In the second volume of Lady Mechanika, we learn more about our partly-mechanical heroine and the world she lives in.
When a dear friend of Mechanika finds himself in peril across the globe, she sets off to his aid with both new and old friends, leaving her home town to traverse deserts and jungles. Only to encounter a fan-favorite enemy of the dieselpunk genre, out to get the fabled tablet of destinies.
Continue reading “Lady Mechanika, Volume 2: The Tablet of Destinies”
You may find it strange that I’m not reviewing the second volume of Lady Mechanika after reviewing the first, but I feel it’s better to read volume 4 next.
As the cover suggests, we find Lady Mechanika traveling to Mexico, where she finds herself caught up in events that will change her forever.
Continue reading “Lady Mechanika, Volume 4: La Dama de la Muerte”
I know we’re extremely late to the party with reviewing these, but it is an ongoing series and better late than never, right?
Besides, surely some readers aren’t aware of Lady Mechanika yet and it’s one of the best steampunk comics around.
Continue reading “Lady Mechanika”
This volume bundles together the first four single issues in the ongoing The Rocketeer at War storyline. It is actually the first to be released as a trade paperback, the previous ones, with exception of the short-story book Jet-Pack Adventures, have always been hardcover.
What is great about this issue is that they have kept the same writers and used only two different artists. Which is a vast improvement on past storylines and really helps with consistency.
Continue reading “The Rocketeer at War”
Let me start by saying that Big Thunder Mountain is one my favorite rides in Disneyland Paris, only narrowly beaten by Les Mystères du Nautilus. So, of course, when Marvel and Disney announced that the runaway train was being turned into a comic, I was excited.
Design-wise, it’s very pretty. Like all Disney Kingdom series books, it comes only in hardcover. Which is too bad, because it means a fragile flap and a higher price than what you would pay for a paperback edition. On the upside, once the flap is removed, you get a really nice sketch of the ride.
Continue reading “Big Thunder Mountain Railroad”
With the sixth installment of the City Hall saga, we continue to regret that these manga are only available in French, as they are one of the best things around when it comes to steampunk graphics.
Every issue, or tomes as they are called by the creators, has been better than the one before and the story continues to unfold via masterful storytelling and fantastic art.
Continue reading “City Hall, Volume 6”
The first volume of De Gouden Jaren van Mickey Mouse (“The Golden Years of Mickey Mouse”) covers the 1930–37 works of Floyd Gottfredson, who was instrumental in turning Mickey Mouse into the icon of animation he is today.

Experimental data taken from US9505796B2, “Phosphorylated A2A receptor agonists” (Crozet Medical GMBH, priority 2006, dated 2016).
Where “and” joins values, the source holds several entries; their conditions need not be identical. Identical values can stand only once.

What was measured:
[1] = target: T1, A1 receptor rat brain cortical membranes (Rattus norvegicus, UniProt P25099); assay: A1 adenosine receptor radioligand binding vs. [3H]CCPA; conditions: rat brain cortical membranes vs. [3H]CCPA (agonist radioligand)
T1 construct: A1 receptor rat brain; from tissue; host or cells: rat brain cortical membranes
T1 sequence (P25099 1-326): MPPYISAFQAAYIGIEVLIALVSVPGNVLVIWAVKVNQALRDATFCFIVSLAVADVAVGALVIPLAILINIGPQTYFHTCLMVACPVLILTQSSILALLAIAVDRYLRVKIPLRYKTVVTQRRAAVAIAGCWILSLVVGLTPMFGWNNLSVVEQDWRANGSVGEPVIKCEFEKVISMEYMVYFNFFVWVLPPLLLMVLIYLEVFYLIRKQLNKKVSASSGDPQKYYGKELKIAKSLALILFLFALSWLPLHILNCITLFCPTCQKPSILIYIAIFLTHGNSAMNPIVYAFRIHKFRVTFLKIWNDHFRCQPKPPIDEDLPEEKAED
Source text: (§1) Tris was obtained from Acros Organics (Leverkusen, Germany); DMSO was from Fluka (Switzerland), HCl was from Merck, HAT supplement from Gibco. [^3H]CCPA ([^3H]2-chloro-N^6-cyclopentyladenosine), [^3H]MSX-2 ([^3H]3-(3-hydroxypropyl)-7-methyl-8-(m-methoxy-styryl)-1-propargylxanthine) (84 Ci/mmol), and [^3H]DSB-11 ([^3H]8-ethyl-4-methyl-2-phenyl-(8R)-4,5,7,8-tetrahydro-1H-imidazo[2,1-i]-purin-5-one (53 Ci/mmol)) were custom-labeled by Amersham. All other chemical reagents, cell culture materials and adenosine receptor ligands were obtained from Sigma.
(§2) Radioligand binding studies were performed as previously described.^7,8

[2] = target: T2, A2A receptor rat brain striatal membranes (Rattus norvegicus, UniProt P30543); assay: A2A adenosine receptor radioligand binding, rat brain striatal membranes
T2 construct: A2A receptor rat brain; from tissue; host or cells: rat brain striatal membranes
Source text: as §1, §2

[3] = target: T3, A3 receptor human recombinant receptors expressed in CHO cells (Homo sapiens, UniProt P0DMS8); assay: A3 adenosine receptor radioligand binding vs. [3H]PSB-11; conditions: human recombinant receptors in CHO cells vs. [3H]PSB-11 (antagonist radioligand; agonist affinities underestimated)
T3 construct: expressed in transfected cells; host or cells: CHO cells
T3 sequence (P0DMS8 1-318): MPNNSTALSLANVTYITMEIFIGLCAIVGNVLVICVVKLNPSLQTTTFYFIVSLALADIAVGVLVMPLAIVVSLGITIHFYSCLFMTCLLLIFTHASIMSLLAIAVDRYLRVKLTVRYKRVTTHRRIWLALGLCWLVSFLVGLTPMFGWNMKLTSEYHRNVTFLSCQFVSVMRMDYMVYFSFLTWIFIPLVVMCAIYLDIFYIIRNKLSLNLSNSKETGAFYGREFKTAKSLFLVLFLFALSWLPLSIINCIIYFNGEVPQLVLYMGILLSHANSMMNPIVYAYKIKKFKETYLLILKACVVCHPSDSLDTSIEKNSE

Aviator Mickey (which was actually a line of steampunk and dieselpunk merchandise in Disneyland Paris some years back) on the cover isn’t a misleading piece of art, as several of these stories tie in right with the dieselpunkian sense of adventure of the pre-World War II times.
Continue reading “De Gouden Jaren van Mickey Mouse”
Brian Kesinger returns with more Otto and Victoria in Traveling With Your Octopus, the sequel to his much celebrated Walking Your Octopus (our review here).
In this new volume, Victoria and her trusty land-dwelling cephalopod Otto travel the world, encountering strange sights, new animal companion and generally undertaking a great many deal of adventures.
Continue reading “Traveling With Your Octopus”
The fifth installment of French steampunk manga City Hall introduces a whole new cast of characters crossing the path of our familiar trio of heroes: Jules Verne, Arthur Conan Doyle and Amelia Earhart. It also marks the return of Harry Houdini, who is finding himself in a world quite unlike anything he’s ever encountered.
The plot which was set in previous editions continues to weave its way along steadily and the new additions to the cast only enrich the story.
Continue reading “City Hall, Volume 5”
The Rocketeer returns from the presses of IDW Publishing with an all-new adventure. This time he’s not alone but teams up with that other beloved dieselpunk pulp hero: Will Eisner’s The Spirit.
Which is great news for fans of both heroes, as this particular crossover is pretty brilliant.
Even though it combines two very different settings, the author and artists do a fantastic job representing both and combining these worlds in a realistic fashion that does the two of them justice.
Continue reading “The Rocketeer and The Spirit: Pulp Friction”